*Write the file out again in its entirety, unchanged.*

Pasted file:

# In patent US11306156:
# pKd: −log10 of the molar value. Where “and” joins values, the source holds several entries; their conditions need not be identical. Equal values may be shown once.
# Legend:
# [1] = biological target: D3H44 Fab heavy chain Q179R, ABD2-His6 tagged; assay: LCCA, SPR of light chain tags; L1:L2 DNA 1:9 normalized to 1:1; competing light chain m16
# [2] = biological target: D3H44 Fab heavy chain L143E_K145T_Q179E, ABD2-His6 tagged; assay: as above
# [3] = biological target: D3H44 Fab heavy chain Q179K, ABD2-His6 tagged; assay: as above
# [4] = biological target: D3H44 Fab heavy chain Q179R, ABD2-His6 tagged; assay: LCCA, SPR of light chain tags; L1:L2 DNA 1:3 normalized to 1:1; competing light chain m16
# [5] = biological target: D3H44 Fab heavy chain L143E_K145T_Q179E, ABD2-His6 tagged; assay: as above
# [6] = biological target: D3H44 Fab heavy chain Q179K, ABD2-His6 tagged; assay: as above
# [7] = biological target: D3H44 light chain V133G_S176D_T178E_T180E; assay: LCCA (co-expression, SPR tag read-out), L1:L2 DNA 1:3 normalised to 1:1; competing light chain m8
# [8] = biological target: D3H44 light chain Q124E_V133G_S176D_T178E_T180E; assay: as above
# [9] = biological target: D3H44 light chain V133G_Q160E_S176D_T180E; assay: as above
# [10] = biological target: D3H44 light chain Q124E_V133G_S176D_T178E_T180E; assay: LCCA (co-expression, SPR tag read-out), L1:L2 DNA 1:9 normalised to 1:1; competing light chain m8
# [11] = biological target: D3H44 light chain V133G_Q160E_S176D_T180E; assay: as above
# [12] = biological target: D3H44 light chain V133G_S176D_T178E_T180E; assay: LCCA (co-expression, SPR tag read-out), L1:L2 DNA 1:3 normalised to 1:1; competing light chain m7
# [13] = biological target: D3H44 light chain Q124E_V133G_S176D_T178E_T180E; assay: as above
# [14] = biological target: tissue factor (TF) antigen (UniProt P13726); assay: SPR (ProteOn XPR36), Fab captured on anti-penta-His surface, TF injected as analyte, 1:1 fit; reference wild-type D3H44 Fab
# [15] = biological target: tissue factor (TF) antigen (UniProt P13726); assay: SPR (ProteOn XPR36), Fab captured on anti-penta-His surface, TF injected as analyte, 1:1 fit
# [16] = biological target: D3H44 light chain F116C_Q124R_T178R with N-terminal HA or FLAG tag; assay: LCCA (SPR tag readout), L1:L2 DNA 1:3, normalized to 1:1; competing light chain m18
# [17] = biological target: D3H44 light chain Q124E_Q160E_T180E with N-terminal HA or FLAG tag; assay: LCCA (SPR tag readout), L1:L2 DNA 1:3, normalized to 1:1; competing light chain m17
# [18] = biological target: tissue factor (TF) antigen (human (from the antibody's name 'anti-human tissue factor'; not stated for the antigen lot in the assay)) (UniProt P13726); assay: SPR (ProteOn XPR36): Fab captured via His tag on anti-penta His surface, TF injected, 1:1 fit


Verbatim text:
# In patent US11306156:
# pKd: −log10 of the molar value. Where “and” joins values, the source holds several entries; their conditions need not be identical. Equal values may be shown once.
# Legend:
# [1] = biological target: D3H44 Fab heavy chain Q179R, ABD2-His6 tagged; assay: LCCA, SPR of light chain tags; L1:L2 DNA 1:9 normalized to 1:1; competing light chain m16
# [2] = biological target: D3H44 Fab heavy chain L143E_K145T_Q179E, ABD2-His6 tagged; assay: as above
# [3] = biological target: D3H44 Fab heavy chain Q179K, ABD2-His6 tagged; assay: as above
# [4] = biological target: D3H44 Fab heavy chain Q179R, ABD2-His6 tagged; assay: LCCA, SPR of light chain tags; L1:L2 DNA 1:3 normalized to 1:1; competing light chain m16
# [5] = biological target: D3H44 Fab heavy chain L143E_K145T_Q179E, ABD2-His6 tagged; assay: as above
# [6] = biological target: D3H44 Fab heavy chain Q179K, ABD2-His6 tagged; assay: as above
# [7] = biological target: D3H44 light chain V133G_S176D_T178E_T180E; assay: LCCA (co-expression, SPR tag read-out), L1:L2 DNA 1:3 normalised to 1:1; competing light chain m8
# [8] = biological target: D3H44 light chain Q124E_V133G_S176D_T178E_T180E; assay: as above
# [9] = biological target: D3H44 light chain V133G_Q160E_S176D_T180E; assay: as above
# [10] = biological target: D3H44 light chain Q124E_V133G_S176D_T178E_T180E; assay: LCCA (co-expression, SPR tag read-out), L1:L2 DNA 1:9 normalised to 1:1; competing light chain m8
# [11] = biological target: D3H44 light chain V133G_Q160E_S176D_T180E; assay: as above
# [12] = biological target: D3H44 light chain V133G_S176D_T178E_T180E; assay: LCCA (co-expression, SPR tag read-out), L1:L2 DNA 1:3 normalised to 1:1; competing light chain m7
# [13] = biological target: D3H44 light chain Q124E_V133G_S176D_T178E_T180E; assay: as above
# [14] = biological target: tissue factor (TF) antigen (UniProt P13726); assay: SPR (ProteOn XPR36), Fab captured on anti-penta-His surface, TF injected as analyte, 1:1 fit; reference wild-type D3H44 Fab
# [15] = biological target: tissue factor (TF) antigen (UniProt P13726); assay: SPR (ProteOn XPR36), Fab captured on anti-penta-His surface, TF injected as analyte, 1:1 fit
# [16] = biological target: D3H44 light chain F116C_Q124R_T178R with N-terminal HA or FLAG tag; assay: LCCA (SPR tag readout), L1:L2 DNA 1:3, normalized to 1:1; competing light chain m18
# [17] = biological target: D3H44 light chain Q124E_Q160E_T180E with N-terminal HA or FLAG tag; assay: LCCA (SPR tag readout), L1:L2 DNA 1:3, normalized to 1:1; competing light chain m17
# [18] = biological target: tissue factor (TF) antigen (human (from the antibody's name 'anti-human tissue factor'; not stated for the antigen lot in the assay)) (UniProt P13726); assay: SPR (ProteOn XPR36): Fab captured via His tag on anti-penta His surface, TF injected, 1:1 fit